Malone, David and Malone, Lesley A.
Ambient Radiofrequency Power: the Impact of the
Number of Devices in a Wi-Fi Network.
Health Physics, 96 (6).
This paper considers how the total radiofrequency power varies as the
number of devices in a Wi-Fi network increases. Under the assumption that
all devices in the network always have data to transmit, we show that work
from network engineering can be adapted to calculate the total transmitted
power, accounting for the possibility of multiple devices transmitting at the
same time. The paper focuses on total transmitted power as it gives an upper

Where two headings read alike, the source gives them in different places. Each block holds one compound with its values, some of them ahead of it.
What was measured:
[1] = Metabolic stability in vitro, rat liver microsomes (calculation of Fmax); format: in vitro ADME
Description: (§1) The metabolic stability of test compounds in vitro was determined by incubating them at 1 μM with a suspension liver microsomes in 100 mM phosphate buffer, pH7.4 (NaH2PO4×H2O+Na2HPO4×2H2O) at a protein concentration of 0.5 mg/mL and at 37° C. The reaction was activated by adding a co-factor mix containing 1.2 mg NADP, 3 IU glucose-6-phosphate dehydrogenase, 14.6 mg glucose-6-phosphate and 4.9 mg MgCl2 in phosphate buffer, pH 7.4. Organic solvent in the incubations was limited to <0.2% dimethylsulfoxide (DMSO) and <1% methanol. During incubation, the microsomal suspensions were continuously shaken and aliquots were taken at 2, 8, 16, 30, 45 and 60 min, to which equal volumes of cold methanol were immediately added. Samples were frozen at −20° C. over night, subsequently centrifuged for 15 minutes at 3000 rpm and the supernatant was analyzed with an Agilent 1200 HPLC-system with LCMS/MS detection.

bound on exposure and makes the impact of multiple devices clear. The results
show that the number of devices does have a significant impact on the radiated
power. For example, one station transmitting small packets in unicast mode
gives about half the nominal power value, to reach nominal value around 25
devices are required, and 150% of the nominal value is achieved around 350
devices. We see that 802.11's transmission protocol is usually effective in
limiting the power even in very large 802.11 networks.
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